A GROWING CONCERN: Good habits build character for your garden

LET’S RECAP WHERE we are so far this year.

I am back from Arizona, all jazzed up about the stark reality of the desert tumbling down from the mountains and melding with cactus.

This unique character of the Sonoran desert, along with the habitat of the surrounding flora, got me focused on big projects and the fact that winter is the ideal time to start these undertakings.

That naturally leads to visualizing the master plan for your own yard and sizing it to the property.

Hopefully, some of you are making shapes and objects with paint, rope and various hoses as I explained before.

Next, came a further emphasis on varying the size of supplies and materials to be used. I stressed the importance of using different grades and sizes to enhance the visual impact of the natural state or to improve the overall perspective.

So now, with our minds wrapped around the concepts of big, small and proportion, let’s move on to the aspects of character and habit. These two determining factors should always be deeply woven into whatever size project you are doing.

Whenever I am selecting trees or flowers, rocks or stumps, perennials, shrubs, pathway material or color, I am concerned with the item’s habit and character.

One of the easiest ways to pull it all together or to bring continuity to your yard, is to closely focus on these two crucial design factors.

To understand what I’m talking about, let’s go to my old friend, Webster’s Dictionary. It defines character as a distinctive mark, a distinctive trait, quality or attribute, the essential quality, nature, kind or sort.

I adore a certain local quarried rock, from either Anderson and Son Gravel or Eden Excavating Inc., because of the distinctive way it fractures and its unique markings with bright colored bands.

It has a particular quality that creates natural, mountainous dry creeks with its distinctive traits of breaking down to a multitude of fragmented sizes.

Last week, Eden aided in the construction of a nice berm by moving 15 tons of it to create a rock wall, alluvial flow and dry creek.

Okay, but what about the habit of plants? “Habit” means condition or appearance. In biology, “it’s the tendency of a plant to grow in a certain way; characteristic growth and a twining habit.”

Many of us would easily recognize the trademark habits of certain types of renowned gardens.

Oriental gardens are visualized as pendulous and weeping, with many manicured forms, while Greek and Mediterranean gardens have tall, columnar or pyramidal forms of plants as a central theme.

The habit of Alpine gardens is defined by short, ground-hugging plants and twisted, wind-worn, contorted or prostrate forms of trees and bushes. The English garden includes a wide range of perennial plants with habits like clumping, naturalizing, flowering, all intertwined and interspersed with tall, short and medium habits as well.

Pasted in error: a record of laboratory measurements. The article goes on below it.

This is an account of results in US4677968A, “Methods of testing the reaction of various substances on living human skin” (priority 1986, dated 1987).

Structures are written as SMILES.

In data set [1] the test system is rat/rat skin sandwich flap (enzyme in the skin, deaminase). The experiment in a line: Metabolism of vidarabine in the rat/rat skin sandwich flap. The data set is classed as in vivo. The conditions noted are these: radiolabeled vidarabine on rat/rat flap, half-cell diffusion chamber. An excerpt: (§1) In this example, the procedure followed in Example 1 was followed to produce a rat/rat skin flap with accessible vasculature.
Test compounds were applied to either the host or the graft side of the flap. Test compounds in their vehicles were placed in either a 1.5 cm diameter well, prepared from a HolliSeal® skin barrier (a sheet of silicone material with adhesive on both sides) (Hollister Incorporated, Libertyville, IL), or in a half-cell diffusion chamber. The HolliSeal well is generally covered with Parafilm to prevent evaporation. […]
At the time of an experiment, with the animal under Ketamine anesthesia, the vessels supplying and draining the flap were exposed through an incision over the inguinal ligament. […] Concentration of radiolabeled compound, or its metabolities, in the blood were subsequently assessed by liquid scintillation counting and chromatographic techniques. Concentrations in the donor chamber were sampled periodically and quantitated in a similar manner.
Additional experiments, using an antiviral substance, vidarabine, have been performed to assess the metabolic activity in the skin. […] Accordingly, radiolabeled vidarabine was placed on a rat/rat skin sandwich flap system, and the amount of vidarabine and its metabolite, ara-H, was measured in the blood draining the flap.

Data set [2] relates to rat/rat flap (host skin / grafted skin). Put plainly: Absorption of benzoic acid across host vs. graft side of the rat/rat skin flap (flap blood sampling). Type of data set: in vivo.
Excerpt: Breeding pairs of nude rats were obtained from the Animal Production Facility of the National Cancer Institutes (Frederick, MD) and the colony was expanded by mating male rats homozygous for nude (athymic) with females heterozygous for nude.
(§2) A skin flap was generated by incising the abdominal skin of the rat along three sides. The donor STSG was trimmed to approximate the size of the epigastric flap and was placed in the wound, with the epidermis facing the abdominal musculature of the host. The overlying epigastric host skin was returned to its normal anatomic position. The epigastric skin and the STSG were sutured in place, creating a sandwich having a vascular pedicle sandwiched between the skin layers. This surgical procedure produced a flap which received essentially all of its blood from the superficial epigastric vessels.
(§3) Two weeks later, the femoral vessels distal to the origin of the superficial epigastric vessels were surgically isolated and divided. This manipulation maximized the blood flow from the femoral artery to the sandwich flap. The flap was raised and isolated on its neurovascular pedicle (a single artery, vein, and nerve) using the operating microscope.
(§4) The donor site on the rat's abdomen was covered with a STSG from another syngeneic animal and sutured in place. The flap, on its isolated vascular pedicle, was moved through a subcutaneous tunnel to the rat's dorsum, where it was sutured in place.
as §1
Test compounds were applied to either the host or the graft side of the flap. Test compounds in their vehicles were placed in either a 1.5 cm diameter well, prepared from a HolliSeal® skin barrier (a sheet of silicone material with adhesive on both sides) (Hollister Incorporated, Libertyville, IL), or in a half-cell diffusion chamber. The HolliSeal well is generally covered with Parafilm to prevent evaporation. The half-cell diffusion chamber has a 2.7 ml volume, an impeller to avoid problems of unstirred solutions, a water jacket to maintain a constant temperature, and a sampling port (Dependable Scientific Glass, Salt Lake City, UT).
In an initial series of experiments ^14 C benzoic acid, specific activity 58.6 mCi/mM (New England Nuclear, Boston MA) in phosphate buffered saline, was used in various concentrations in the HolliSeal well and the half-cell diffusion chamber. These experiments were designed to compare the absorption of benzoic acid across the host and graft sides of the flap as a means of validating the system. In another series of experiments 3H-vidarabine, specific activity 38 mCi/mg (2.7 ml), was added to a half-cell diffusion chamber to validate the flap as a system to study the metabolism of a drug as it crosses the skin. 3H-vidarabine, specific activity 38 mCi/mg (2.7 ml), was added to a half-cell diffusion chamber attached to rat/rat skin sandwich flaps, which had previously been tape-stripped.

You need to incorporate growth structures as you work around the outside of your home or business. The habit of your plants creates mood in an atmosphere, but more on that later. Back to character.

The sharp characteristic of fragmented rock creates mountainous, dry creek or alpine rock screes, while the habit of rounded rock defines the character of riverbeds, pond floors and weather-worn features. The character of large, car-size boulders jutting out from a hillside speaks of a permanence and age, while the habit of an old stump covered in moss, salal and huckleberry stirs emotions of what was and how things are changing.

The character of a preserved wood beam wall is totally different from that of a rock wall, and both convey a far different feel than a poured, unfinished concrete retaining wall.

Think about these: Do you want the character of your yard to be that of a Bouchard Gardens or a golf course? Do you want a woodland setting or a walking trail around flowers?

Perhaps you desire swaying waves of grass and wildflowers or the intimate cozy areas found in a formal garden. Will the character be high Alpine or natural Pacific Northwest — dense, lush array of green foliage? Open, serene, mellow and calming? Or bright, bold, and in your face and beautiful?

These decisions about character are also needed in order to realize the ideal yard that you would enjoy.

Go play some more. Try to incorporate the character of things into the design.

For now, it’s time to sound a general alarm for a few tasks that need to be done as increasingly nice days continue here on the North Olympic Peninsula.

First, your fruit and ornamental fruit trees need to be sprayed right away with Volk oil spray — a dormant oil spray. This is normally done later in the season, but must be done before leaves and flowers bud out, which will be soon.

Spray on days the temperature is above 40 degrees and when it won’t rain for 24 to 30 hours. Repeat the spray once or twice again, 5 to 10 days apart.

Next, get everything ready for pruning. This means a great pair of guillotine pruners, a nice lopper and be sure both are clean, oiled, and all the bolts and nuts tightened. Secure an orchard saw, get a cheap bow saw for work in the dirt, fire up the chainsaw, making sure it is ready to go and check out your ladders.

Next week, we will talk about your beautiful lawn. So … stay well all!

________

Andrew May is a freelance writer and ornamental horticulturist who dreams of having Clallam and Jefferson counties nationally recognized as “Flower Peninsula USA.” Send him questions c/o Peninsula Daily News, P.O. Box 1330, Port Angeles, WA 98362, or email news@peninsuladailynews.com (subject line: Andrew May).

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